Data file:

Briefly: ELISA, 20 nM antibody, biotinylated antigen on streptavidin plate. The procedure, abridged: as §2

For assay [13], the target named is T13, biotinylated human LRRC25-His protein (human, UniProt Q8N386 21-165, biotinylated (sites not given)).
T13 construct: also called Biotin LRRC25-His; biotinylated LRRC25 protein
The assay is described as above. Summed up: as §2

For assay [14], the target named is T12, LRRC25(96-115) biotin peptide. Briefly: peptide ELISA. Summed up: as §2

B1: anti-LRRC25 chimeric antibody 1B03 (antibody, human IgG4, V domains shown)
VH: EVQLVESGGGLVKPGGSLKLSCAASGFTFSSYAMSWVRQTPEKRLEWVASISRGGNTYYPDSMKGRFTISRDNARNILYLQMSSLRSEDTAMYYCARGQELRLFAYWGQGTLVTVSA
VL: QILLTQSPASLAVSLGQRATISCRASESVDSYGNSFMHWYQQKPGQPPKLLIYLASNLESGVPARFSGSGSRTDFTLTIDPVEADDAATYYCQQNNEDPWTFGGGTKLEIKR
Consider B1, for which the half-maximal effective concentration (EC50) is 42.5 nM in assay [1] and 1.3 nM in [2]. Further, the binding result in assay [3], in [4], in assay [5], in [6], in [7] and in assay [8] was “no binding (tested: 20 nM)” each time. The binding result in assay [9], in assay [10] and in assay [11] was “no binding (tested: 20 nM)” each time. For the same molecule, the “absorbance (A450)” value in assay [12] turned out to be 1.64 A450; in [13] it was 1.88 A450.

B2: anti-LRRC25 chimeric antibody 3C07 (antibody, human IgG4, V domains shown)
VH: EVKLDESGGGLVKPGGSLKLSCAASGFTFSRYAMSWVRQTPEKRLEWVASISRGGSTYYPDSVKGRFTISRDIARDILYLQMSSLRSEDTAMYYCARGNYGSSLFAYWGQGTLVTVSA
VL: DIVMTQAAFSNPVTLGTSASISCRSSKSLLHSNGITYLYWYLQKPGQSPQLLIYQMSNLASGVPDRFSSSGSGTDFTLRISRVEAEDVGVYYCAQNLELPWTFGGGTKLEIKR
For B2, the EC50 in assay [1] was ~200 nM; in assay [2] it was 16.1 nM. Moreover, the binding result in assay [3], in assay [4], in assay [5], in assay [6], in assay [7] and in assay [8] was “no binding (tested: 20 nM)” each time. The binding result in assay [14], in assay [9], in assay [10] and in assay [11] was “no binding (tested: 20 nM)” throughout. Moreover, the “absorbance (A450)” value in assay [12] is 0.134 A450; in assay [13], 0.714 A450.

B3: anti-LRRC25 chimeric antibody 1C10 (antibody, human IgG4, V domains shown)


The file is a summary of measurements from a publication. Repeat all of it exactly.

Briefly: ELISA, 20 nM antibody, biotinylated antigen on streptavidin plate. The procedure, abridged: as §2

For assay [13], the target named is T13, biotinylated human LRRC25-His protein (human, UniProt Q8N386 21-165, biotinylated (sites not given)).
T13 construct: also called Biotin LRRC25-His; biotinylated LRRC25 protein
The assay is described as above. Summed up: as §2

For assay [14], the target named is T12, LRRC25(96-115) biotin peptide. Briefly: peptide ELISA. Summed up: as §2

B1: anti-LRRC25 chimeric antibody 1B03 (antibody, human IgG4, V domains shown)
VH: EVQLVESGGGLVKPGGSLKLSCAASGFTFSSYAMSWVRQTPEKRLEWVASISRGGNTYYPDSMKGRFTISRDNARNILYLQMSSLRSEDTAMYYCARGQELRLFAYWGQGTLVTVSA
VL: QILLTQSPASLAVSLGQRATISCRASESVDSYGNSFMHWYQQKPGQPPKLLIYLASNLESGVPARFSGSGSRTDFTLTIDPVEADDAATYYCQQNNEDPWTFGGGTKLEIKR
Consider B1, for which the half-maximal effective concentration (EC50) is 42.5 nM in assay [1] and 1.3 nM in [2]. Further, the binding result in assay [3], in [4], in assay [5], in [6], in [7] and in assay [8] was “no binding (tested: 20 nM)” each time. The binding result in assay [9], in assay [10] and in assay [11] was “no binding (tested: 20 nM)” each time. For the same molecule, the “absorbance (A450)” value in assay [12] turned out to be 1.64 A450; in [13] it was 1.88 A450.

B2: anti-LRRC25 chimeric antibody 3C07 (antibody, human IgG4, V domains shown)
VH: EVKLDESGGGLVKPGGSLKLSCAASGFTFSRYAMSWVRQTPEKRLEWVASISRGGSTYYPDSVKGRFTISRDIARDILYLQMSSLRSEDTAMYYCARGNYGSSLFAYWGQGTLVTVSA
VL: DIVMTQAAFSNPVTLGTSASISCRSSKSLLHSNGITYLYWYLQKPGQSPQLLIYQMSNLASGVPDRFSSSGSGTDFTLRISRVEAEDVGVYYCAQNLELPWTFGGGTKLEIKR
For B2, the EC50 in assay [1] was ~200 nM; in assay [2] it was 16.1 nM. Moreover, the binding result in assay [3], in assay [4], in assay [5], in assay [6], in assay [7] and in assay [8] was “no binding (tested: 20 nM)” each time. The binding result in assay [14], in assay [9], in assay [10] and in assay [11] was “no binding (tested: 20 nM)” throughout. Moreover, the “absorbance (A450)” value in assay [12] is 0.134 A450; in assay [13], 0.714 A450.

B3: anti-LRRC25 chimeric antibody 1C10 (antibody, human IgG4, V domains shown)